It's the closest he's been to a baseball field in months, and Jared Mitchell is wearing a different kind of uniform. Mitchell, a first-round draftee in the 2009 First-Year Player Draft, came back on Monday to represent the White Sox at this year's entry draft. Mitchell, who's rehabbing from a left ankle injury suffered in Spring Training, seemed eager on Monday to serve his team in any manner possible.
"It's kind of surreal," said Mitchell before the draft, standing in short left field of the MLB Network's Studio 42. "It's fun getting to be around these guys, all these older players. It's surreal, but I'm blessed to have this opportunity. I'm taking it all in and enjoying it."
And for Mitchell, that's really the only choice. The outfielder was selected 23rd overall by the White Sox last June, and after signing relatively quickly, he batted .296 for Class A Kannapolis. Mitchell, who played both baseball and football during his college years at Louisiana State University, was turning heads in Spring Training before suffering an injury that irrevocably altered his season.
"I can remember like it happened just two hours ago," he said Monday. "We were playing the Angels, and I went into the game in the sixth inning. On the first play, Juan Rivera hit a ball into left-center. I went back on it, and the whole time, I was thinking, 'I've got a chance at this. I can probably make this play.' So I get back there and I jump, but I'm already at full speed. I catch it, and I hit the wall with my foot up. When I came down, I didn't think anything was wrong. I looked in my glove to make sure I still had the ball, then I got up and tried to take a step.
"I didn't have any feeling from my foot to my knee, and it felt like I was going to collapse. I said, "You've all got to come get me." I can remember. They were like, 'Can you walk?' I said, 'Walk? You'd better get somebody who can cart me. I can't even move right now."
Mitchell wound up diagnosed with a torn tendon in his left ankle, and he underwent surgery to repair the damage. Chicago's team physicians don't expect him to be able to return until September at the earliest, and Mitchell won't even be able to run on flat ground until next week. The best-case scenario, at this point, involves Mitchell going to Instructional League and the Arizona Fall League if he's able.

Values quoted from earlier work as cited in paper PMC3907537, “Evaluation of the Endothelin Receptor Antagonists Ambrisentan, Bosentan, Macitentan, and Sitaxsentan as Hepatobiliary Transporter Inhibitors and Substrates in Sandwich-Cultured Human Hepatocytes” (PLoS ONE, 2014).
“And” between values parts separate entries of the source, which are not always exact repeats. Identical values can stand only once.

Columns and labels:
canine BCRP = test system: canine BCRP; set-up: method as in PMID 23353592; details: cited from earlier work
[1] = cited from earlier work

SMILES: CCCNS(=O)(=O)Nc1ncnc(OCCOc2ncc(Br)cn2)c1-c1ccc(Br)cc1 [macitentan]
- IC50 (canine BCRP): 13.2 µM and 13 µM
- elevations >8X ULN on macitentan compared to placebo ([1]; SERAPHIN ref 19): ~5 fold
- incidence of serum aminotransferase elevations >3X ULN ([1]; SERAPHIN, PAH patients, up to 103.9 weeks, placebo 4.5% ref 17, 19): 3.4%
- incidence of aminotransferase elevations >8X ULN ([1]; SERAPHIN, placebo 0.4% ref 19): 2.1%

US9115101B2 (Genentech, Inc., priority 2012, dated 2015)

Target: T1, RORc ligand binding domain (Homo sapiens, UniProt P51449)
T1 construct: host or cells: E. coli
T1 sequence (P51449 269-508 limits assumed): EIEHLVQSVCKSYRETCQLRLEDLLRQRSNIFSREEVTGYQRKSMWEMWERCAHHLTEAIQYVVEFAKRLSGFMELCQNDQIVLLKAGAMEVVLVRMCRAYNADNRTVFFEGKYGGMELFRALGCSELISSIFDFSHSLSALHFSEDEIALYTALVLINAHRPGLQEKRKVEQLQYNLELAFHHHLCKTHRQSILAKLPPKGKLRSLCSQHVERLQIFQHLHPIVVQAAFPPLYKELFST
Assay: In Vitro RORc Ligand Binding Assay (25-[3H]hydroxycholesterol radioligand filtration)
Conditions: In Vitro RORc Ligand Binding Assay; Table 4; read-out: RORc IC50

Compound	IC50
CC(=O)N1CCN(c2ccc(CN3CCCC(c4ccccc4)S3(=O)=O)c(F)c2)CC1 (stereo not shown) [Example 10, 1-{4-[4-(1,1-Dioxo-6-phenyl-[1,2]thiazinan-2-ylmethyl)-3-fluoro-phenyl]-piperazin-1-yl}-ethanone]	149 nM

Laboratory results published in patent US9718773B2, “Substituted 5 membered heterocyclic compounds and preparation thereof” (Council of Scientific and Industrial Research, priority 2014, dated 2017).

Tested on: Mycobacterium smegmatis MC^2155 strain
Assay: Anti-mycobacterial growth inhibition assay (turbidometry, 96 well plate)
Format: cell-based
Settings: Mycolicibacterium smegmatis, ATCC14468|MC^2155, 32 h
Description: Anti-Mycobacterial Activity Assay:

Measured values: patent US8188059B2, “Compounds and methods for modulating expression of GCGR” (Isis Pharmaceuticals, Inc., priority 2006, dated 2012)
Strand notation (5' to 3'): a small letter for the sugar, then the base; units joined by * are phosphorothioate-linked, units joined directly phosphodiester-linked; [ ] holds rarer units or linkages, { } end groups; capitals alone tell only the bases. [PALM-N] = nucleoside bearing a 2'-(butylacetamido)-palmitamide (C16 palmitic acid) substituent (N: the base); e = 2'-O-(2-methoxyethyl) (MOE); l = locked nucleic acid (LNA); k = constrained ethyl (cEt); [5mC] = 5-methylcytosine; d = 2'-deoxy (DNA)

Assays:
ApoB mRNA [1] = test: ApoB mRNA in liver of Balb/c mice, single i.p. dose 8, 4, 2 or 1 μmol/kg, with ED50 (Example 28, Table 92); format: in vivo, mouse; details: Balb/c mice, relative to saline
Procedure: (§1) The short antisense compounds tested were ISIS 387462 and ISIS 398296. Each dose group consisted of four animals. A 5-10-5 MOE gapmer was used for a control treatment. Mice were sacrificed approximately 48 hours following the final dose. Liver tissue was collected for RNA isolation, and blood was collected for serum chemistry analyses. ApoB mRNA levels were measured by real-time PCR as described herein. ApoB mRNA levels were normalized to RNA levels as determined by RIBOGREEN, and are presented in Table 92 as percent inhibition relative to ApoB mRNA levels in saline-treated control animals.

That's still a long way off, though, and right now, all he can do is continue concentrating on the mundane task at hand.
"It takes me a little more than two hours every day," said Mitchell. "I'm doing a lot of underwater running on the treadmill right now and strength and stability stuff. I should be running on land in about a week or so. I do it all at home. I've been around all of the guys I played ball with at LSU, and I've been around family and everything. It's really made the process a little bit easier that being somewhere by myself, being alone."
Mitchell, the Most Outstanding Player at the 2009 College World Series, said that he's never really had a major injury before. He was already facing an adjustment process due to choosing baseball over football, but now he can't play anything at all. Mitchell said he finds himself watching baseball games and practicing his swing in the mirror, all with the hope of getting back on the field.
"I wouldn't say it's hard to stay positive," he said. "I pride myself on being able to keep moving forward no matter what happens. Whether it's something negative or something positive, I just try to keep building on the situation. It's a little different because I've never been in this situation in my life. I've never had a real injury, and since I was a little boy, I've always been going and going, playing this and playing that. It's a little different being sidelined right now, but like I've said, I try to stay positive and make the best of every situation."
And since that's the case, you won't find Mitchell second-guessing his decision to turn professional. Mitchell knows that he could've hurt himself in college or as a professional, and he's aware that adversity is part of the path to success. Mitchell said he really hasn't had any bad days on his path to recovery, and he said his ankle has felt better every day he's woken up since his surgery.
Now, the only secret is finding the patience to get through the rehabilitation and to envision happier days ahead.
"I really think I made the right decision," he said. "I think it's worked out for the best and I really think it's going to keep working out for the best. I think this little injury is just a bump in the road, and it's all about how you bounce back. If everything was all about the success you've had in life, then success wouldn't be what it is. It's about how you bounce back, and I'm looking forward to getting better and making my comeback."
Spencer Fordin is a reporter for MLB.com. This story was not subject to the approval of Major League Baseball or its clubs.